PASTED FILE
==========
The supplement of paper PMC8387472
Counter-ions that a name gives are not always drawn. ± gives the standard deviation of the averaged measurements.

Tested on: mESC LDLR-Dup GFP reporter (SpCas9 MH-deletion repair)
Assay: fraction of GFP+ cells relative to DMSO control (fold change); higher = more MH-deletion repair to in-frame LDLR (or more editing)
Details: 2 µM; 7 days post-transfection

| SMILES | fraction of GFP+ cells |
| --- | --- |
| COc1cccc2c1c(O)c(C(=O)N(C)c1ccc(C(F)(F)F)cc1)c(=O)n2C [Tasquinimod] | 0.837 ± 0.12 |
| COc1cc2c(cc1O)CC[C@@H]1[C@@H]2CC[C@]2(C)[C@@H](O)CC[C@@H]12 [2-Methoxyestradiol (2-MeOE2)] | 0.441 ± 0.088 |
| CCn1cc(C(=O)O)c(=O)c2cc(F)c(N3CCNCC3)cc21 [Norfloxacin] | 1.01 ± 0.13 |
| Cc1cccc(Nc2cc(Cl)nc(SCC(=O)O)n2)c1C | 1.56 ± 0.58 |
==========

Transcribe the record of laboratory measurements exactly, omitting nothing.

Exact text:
The supplement of paper PMC8387472
Counter-ions that a name gives are not always drawn. ± gives the standard deviation of the averaged measurements.

Tested on: mESC LDLR-Dup GFP reporter (SpCas9 MH-deletion repair)
Assay: fraction of GFP+ cells relative to DMSO control (fold change); higher = more MH-deletion repair to in-frame LDLR (or more editing)
Details: 2 µM; 7 days post-transfection

| SMILES | fraction of GFP+ cells |
| --- | --- |
| COc1cccc2c1c(O)c(C(=O)N(C)c1ccc(C(F)(F)F)cc1)c(=O)n2C [Tasquinimod] | 0.837 ± 0.12 |
| COc1cc2c(cc1O)CC[C@@H]1[C@@H]2CC[C@]2(C)[C@@H](O)CC[C@@H]12 [2-Methoxyestradiol (2-MeOE2)] | 0.441 ± 0.088 |
| CCn1cc(C(=O)O)c(=O)c2cc(F)c(N3CCNCC3)cc21 [Norfloxacin] | 1.01 ± 0.13 |
| Cc1cccc(Nc2cc(Cl)nc(SCC(=O)O)n2)c1C | 1.56 ± 0.58 |